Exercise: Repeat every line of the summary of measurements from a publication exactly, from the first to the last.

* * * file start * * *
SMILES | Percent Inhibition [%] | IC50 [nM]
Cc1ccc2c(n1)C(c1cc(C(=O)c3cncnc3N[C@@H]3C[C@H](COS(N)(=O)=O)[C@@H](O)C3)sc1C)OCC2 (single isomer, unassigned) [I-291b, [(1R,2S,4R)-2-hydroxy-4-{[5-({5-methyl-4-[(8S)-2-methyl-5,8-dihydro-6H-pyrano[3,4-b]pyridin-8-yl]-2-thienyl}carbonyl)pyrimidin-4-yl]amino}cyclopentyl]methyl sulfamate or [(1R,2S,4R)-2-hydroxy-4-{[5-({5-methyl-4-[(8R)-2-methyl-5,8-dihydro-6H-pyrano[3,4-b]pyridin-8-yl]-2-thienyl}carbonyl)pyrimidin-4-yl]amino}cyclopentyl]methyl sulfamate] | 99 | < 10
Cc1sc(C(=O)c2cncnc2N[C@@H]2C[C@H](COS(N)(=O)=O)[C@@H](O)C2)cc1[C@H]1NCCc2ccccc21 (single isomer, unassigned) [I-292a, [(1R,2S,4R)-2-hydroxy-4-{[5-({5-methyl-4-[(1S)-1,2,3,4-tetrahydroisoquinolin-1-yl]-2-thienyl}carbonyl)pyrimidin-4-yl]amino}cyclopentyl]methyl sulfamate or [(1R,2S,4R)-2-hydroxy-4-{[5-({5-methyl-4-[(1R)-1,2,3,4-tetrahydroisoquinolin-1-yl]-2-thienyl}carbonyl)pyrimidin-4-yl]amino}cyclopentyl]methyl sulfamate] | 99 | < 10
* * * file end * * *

SMILES | Percent Inhibition [%] | IC50 [nM]
Cc1ccc2c(n1)C(c1cc(C(=O)c3cncnc3N[C@@H]3C[C@H](COS(N)(=O)=O)[C@@H](O)C3)sc1C)OCC2 (single isomer, unassigned) [I-291b, [(1R,2S,4R)-2-hydroxy-4-{[5-({5-methyl-4-[(8S)-2-methyl-5,8-dihydro-6H-pyrano[3,4-b]pyridin-8-yl]-2-thienyl}carbonyl)pyrimidin-4-yl]amino}cyclopentyl]methyl sulfamate or [(1R,2S,4R)-2-hydroxy-4-{[5-({5-methyl-4-[(8R)-2-methyl-5,8-dihydro-6H-pyrano[3,4-b]pyridin-8-yl]-2-thienyl}carbonyl)pyrimidin-4-yl]amino}cyclopentyl]methyl sulfamate] | 99 | < 10
Cc1sc(C(=O)c2cncnc2N[C@@H]2C[C@H](COS(N)(=O)=O)[C@@H](O)C2)cc1[C@H]1NCCc2ccccc21 (single isomer, unassigned) [I-292a, [(1R,2S,4R)-2-hydroxy-4-{[5-({5-methyl-4-[(1S)-1,2,3,4-tetrahydroisoquinolin-1-yl]-2-thienyl}carbonyl)pyrimidin-4-yl]amino}cyclopentyl]methyl sulfamate or [(1R,2S,4R)-2-hydroxy-4-{[5-({5-methyl-4-[(1R)-1,2,3,4-tetrahydroisoquinolin-1-yl]-2-thienyl}carbonyl)pyrimidin-4-yl]amino}cyclopentyl]methyl sulfamate] | 99 | < 10